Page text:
Rice Extension Newsletter February 2019

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Rice Extension Newsletter | February 2018

Welcome to the February edition of the Rice Extension Newsletter. After a tough season, the run into harvest cannot come soon enough. We have included in this newsletter, information about the hot temperatures this season. The temperatures should produce good yields, if your crop was at the right stage during the hot weather.

Grower Services is encouraging growers to make sure the crop does not run out of water too early, which will impact whole grain yields. Mark Groat talks $$s in his article and about how much poor whole grain yield can cost.

We have held a number of successful Field Walks across the season and a great Introduction to Tier 1: Leadership program. Coming up is the Rice Industry Field Day – make sure you lock March 7th into your diary.

Enjoy the read and all the best for the fast approaching harvest.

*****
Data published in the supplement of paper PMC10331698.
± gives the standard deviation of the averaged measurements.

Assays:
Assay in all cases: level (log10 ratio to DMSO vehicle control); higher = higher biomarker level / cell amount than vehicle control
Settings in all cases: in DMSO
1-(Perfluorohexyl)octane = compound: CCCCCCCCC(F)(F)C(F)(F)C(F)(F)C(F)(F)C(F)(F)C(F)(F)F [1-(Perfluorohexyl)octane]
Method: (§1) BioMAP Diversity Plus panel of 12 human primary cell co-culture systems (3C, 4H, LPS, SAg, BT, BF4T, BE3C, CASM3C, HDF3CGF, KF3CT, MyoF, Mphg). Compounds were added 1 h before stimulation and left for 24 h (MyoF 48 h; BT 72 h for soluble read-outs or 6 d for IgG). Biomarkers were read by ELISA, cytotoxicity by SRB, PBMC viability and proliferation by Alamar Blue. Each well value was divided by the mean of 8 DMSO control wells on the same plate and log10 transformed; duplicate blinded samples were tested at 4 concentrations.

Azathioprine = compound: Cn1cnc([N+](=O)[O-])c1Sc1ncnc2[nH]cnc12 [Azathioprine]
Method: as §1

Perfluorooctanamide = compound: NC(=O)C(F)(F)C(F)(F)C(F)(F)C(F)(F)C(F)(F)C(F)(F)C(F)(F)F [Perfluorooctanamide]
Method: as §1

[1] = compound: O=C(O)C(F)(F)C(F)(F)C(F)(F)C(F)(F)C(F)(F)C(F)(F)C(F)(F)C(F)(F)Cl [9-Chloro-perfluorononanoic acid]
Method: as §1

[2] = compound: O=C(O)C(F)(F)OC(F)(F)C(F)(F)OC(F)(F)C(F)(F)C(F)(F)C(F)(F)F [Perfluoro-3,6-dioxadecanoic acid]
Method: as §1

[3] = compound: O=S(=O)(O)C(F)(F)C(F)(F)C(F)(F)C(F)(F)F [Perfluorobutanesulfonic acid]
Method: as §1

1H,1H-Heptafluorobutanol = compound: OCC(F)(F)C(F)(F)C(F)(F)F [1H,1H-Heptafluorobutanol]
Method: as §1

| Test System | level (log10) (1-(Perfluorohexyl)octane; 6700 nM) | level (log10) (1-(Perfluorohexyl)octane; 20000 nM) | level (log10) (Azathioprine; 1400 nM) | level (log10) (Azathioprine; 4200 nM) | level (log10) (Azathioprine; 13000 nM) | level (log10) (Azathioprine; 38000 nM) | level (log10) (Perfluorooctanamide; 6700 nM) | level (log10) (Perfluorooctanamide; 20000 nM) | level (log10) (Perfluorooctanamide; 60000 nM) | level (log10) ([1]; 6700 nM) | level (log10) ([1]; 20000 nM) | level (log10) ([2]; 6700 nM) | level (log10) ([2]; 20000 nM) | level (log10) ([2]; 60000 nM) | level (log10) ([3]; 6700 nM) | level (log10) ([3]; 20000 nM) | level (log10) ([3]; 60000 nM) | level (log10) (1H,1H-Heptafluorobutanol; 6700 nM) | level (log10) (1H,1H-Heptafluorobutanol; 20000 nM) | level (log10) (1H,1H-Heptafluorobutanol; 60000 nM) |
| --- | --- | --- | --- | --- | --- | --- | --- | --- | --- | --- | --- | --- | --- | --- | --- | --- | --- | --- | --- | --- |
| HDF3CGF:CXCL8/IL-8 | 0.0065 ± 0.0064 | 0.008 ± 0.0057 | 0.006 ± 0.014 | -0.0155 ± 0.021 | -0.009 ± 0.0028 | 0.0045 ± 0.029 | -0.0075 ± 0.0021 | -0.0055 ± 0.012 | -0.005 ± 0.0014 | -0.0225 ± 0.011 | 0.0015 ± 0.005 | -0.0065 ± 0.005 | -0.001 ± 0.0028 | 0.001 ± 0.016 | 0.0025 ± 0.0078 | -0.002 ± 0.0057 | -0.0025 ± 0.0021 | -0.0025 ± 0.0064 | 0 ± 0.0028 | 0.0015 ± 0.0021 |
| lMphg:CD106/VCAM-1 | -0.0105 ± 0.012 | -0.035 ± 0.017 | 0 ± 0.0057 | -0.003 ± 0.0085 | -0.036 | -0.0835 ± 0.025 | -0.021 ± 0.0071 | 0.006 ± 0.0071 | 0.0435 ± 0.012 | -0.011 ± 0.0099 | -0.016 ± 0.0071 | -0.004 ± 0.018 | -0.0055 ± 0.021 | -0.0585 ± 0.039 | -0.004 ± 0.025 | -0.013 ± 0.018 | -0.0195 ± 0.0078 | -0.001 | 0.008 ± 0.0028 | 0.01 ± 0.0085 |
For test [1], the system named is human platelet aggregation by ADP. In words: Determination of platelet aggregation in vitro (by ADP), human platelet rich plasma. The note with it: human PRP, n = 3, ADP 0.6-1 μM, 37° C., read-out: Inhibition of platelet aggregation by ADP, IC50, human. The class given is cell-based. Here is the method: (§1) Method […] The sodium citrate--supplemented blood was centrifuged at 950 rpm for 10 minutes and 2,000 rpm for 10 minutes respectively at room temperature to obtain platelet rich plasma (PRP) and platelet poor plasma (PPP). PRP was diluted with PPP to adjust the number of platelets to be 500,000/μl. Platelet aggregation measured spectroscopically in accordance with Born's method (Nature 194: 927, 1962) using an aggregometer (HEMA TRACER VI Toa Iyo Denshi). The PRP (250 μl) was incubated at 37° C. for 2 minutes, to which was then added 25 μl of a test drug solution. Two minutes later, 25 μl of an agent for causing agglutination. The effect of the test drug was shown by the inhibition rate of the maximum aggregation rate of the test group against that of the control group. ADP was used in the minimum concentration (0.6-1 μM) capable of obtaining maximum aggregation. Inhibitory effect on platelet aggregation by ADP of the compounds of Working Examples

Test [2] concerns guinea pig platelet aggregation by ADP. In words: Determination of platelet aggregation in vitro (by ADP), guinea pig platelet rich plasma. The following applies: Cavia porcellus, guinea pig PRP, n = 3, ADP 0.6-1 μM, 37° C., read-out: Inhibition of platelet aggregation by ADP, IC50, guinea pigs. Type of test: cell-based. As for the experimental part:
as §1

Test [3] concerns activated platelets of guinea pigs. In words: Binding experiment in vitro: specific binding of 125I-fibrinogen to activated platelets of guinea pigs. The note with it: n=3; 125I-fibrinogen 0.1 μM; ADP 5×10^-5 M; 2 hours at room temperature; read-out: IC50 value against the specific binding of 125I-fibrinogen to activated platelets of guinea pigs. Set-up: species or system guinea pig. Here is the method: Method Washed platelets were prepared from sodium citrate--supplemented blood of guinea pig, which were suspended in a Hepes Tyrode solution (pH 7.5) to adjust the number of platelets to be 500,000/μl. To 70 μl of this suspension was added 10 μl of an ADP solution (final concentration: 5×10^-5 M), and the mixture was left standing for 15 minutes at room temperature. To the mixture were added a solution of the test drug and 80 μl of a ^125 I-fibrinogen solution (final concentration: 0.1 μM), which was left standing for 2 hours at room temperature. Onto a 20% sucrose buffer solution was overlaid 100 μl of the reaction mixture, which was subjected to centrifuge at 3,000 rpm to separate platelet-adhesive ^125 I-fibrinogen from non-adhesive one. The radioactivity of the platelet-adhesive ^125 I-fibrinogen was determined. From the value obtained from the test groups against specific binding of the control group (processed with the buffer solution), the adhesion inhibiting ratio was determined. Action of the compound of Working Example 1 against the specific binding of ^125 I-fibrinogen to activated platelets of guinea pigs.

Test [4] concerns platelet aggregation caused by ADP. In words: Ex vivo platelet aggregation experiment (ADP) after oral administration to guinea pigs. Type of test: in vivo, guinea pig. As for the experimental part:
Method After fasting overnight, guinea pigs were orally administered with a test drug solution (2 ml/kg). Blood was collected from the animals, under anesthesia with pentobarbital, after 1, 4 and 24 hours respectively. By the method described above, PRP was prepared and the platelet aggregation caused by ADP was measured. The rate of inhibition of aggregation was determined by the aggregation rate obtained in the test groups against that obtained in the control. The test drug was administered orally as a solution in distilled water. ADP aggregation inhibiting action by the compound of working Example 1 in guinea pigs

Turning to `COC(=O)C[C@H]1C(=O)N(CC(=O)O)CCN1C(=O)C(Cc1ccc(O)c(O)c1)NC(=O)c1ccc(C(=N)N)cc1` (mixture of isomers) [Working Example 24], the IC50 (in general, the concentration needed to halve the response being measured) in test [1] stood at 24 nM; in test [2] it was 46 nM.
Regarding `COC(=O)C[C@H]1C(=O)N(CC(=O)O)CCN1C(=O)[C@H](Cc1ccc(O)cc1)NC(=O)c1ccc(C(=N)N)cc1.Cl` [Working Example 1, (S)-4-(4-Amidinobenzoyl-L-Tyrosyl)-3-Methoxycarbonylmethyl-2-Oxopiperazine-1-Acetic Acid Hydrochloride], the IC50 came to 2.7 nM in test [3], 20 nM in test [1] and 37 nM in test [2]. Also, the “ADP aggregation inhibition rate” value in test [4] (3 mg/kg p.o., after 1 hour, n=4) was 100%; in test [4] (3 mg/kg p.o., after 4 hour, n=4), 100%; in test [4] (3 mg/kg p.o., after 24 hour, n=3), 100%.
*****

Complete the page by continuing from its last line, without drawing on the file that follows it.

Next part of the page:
Articles this month:

  • Don’t cut your crop short of water - the effects on your whole grain yield quality payment may be costly - get your drainage timing right

  • Temperature update for the 2018-19 season

  • Looking after our environment when draining the rice crop

  • Calling all rice growers - nominations will open in March for the SunRice Grower of the Year Award

  • A fun week of serious learning at the Introduction to Leadership Program

  • Key management practices February/March

Upcoming events: 
Friday 22 February 2019, Exies Sports Club - RGA Mirrool branch meeting
Refreshments available
Please RSVP, text Clinton Brill on 0429 634 323.

Friday 1 March 2019, John Hawkins "Springfield" on Springfield Rd, Finley.
This meeting will include an inspection of John's rice crop followed by the meeting.